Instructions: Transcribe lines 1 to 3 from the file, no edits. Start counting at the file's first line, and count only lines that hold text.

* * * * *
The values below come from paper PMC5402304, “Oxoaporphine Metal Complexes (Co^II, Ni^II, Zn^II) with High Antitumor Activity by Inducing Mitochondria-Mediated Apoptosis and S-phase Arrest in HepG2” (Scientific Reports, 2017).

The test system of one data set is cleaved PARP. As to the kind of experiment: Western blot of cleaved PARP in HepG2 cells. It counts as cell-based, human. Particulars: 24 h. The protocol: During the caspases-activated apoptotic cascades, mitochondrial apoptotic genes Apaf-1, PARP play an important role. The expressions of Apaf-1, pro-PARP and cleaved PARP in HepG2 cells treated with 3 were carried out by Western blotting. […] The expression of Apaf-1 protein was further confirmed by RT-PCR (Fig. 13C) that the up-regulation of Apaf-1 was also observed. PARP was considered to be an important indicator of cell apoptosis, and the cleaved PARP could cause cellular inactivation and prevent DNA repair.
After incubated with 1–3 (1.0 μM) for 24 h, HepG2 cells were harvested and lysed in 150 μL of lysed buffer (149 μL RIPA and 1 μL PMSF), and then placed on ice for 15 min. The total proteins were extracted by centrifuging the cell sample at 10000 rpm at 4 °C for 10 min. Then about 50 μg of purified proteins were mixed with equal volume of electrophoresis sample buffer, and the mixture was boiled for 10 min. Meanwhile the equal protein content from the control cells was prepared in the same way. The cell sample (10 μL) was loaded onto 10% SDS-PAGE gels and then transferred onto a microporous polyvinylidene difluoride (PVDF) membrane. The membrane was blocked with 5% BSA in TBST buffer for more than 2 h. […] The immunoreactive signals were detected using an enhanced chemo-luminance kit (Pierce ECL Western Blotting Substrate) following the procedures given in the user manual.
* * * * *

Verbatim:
The values below come from paper PMC5402304, “Oxoaporphine Metal Complexes (Co^II, Ni^II, Zn^II) with High Antitumor Activity by Inducing Mitochondria-Mediated Apoptosis and S-phase Arrest in HepG2” (Scientific Reports, 2017).

The test system of one data set is cleaved PARP. As to the kind of experiment: Western blot of cleaved PARP in HepG2 cells. It counts as cell-based, human. Particulars: 24 h. The protocol: During the caspases-activated apoptotic cascades, mitochondrial apoptotic genes Apaf-1, PARP play an important role. The expressions of Apaf-1, pro-PARP and cleaved PARP in HepG2 cells treated with 3 were carried out by Western blotting. […] The expression of Apaf-1 protein was further confirmed by RT-PCR (Fig. 13C) that the up-regulation of Apaf-1 was also observed. PARP was considered to be an important indicator of cell apoptosis, and the cleaved PARP could cause cellular inactivation and prevent DNA repair.
After incubated with 1–3 (1.0 μM) for 24 h, HepG2 cells were harvested and lysed in 150 μL of lysed buffer (149 μL RIPA and 1 μL PMSF), and then placed on ice for 15 min. The total proteins were extracted by centrifuging the cell sample at 10000 rpm at 4 °C for 10 min. Then about 50 μg of purified proteins were mixed with equal volume of electrophoresis sample buffer, and the mixture was boiled for 10 min. Meanwhile the equal protein content from the control cells was prepared in the same way. The cell sample (10 μL) was loaded onto 10% SDS-PAGE gels and then transferred onto a microporous polyvinylidene difluoride (PVDF) membrane. The membrane was blocked with 5% BSA in TBST buffer for more than 2 h. […] The immunoreactive signals were detected using an enhanced chemo-luminance kit (Pierce ECL Western Blotting Substrate) following the procedures given in the user manual.